Here is how David explains what happened:
For when I kept silent, my bones wasted away
through my groaning all day long.
For day and night your hand was heavy upon me;
my strength was dried up as by the heat of summer.
I acknowledged my sin to you,
and I did not cover my iniquity;
I said, “I will confess my transgressions to the Lord,”
and you forgave the iniquity of my sin.
Our brokenness – our sinful, messed up lives – lies underneath a hard, crusty shell that we think protects us from hurt and harm. For God to repair the broken parts of our lives, He has to first break through the shell. Only then can He do His transforming work in our lives.
Over and over again, the Bible warns us against a stiff neck and a hard heart. We need hearts that are soft and responsive toward the work of the Holy Spirit in our lives, instead of proud hearts that resist His work in us.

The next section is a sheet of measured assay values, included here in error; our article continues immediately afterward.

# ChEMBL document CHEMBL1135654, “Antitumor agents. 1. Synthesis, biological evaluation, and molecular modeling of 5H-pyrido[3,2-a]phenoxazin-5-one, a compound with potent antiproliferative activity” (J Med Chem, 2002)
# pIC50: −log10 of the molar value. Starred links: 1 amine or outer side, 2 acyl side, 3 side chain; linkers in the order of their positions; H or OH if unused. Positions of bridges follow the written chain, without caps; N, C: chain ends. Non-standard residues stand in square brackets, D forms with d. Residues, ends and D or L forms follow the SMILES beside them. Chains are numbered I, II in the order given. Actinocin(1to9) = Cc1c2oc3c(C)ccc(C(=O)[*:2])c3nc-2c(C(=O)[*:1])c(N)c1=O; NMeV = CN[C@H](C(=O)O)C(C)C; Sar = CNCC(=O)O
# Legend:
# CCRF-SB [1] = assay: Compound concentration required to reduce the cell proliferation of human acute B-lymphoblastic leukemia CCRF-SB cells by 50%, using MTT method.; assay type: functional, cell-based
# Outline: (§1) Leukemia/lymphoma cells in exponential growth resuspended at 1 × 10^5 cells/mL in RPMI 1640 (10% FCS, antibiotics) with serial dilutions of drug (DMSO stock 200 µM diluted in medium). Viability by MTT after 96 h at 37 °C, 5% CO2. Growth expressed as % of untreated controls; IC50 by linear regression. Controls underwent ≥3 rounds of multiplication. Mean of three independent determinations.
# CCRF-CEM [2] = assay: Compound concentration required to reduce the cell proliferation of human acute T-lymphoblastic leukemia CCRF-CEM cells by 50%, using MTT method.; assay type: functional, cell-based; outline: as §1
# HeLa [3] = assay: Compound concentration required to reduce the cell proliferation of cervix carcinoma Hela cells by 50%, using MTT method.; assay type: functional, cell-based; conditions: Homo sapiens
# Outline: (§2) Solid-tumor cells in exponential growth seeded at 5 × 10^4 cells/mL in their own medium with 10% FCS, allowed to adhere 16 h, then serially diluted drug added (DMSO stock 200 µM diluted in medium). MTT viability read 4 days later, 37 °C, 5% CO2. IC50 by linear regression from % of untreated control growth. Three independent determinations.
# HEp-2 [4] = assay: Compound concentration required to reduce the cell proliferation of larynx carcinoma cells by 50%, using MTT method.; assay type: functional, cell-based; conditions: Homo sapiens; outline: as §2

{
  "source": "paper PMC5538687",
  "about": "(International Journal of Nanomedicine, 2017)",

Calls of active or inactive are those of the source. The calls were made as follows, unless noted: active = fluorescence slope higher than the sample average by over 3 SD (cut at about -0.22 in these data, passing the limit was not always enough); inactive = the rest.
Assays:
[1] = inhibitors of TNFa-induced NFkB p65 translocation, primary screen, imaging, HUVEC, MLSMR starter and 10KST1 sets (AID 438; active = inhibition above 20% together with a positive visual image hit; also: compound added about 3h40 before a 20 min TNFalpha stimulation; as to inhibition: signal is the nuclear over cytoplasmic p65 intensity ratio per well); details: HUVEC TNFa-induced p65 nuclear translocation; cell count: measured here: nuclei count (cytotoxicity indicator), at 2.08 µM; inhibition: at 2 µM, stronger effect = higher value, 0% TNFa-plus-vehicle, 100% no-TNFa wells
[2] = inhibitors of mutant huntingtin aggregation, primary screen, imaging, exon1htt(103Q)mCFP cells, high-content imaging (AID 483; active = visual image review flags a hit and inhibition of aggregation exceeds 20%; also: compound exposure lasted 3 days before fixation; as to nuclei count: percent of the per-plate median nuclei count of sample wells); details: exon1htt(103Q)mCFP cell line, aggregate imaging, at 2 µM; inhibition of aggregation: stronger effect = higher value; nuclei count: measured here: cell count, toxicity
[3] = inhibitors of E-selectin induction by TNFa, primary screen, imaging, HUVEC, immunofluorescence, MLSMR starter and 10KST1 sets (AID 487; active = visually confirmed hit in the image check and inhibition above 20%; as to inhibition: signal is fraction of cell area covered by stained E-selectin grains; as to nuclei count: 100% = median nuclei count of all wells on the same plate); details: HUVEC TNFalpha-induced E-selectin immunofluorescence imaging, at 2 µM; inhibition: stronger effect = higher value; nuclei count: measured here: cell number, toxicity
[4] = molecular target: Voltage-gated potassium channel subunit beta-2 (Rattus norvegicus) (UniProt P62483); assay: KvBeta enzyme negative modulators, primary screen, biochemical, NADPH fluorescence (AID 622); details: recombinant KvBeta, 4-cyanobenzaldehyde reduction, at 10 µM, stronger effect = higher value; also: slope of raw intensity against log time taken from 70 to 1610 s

We are broken people. The only way we’ll ever get any better is for God to break in and break through the protective barrier we’ve constructed. Broken people will never get any better unless they are first broken before God.
“Take care, brothers, lest there be in any of you an evil, unbelieving heart, leading you to fall away from the living God. 13 But exhort one another every day, as long as it is called “today,” that none of you may be hardened by the deceitfulness of sin.” Hebrews 3:12-13
I hope you’re planning to be at Redeemer on Tuesday night, May 14 at 7:00. That’s when we’ll have a chance to spend time hearing more about the great work Henry Lian is doing in Myanmar. We’ll gather for an ice cream social/dessert reception and have an informal opportunity to hear about his work and to express our love for him and for his ministry.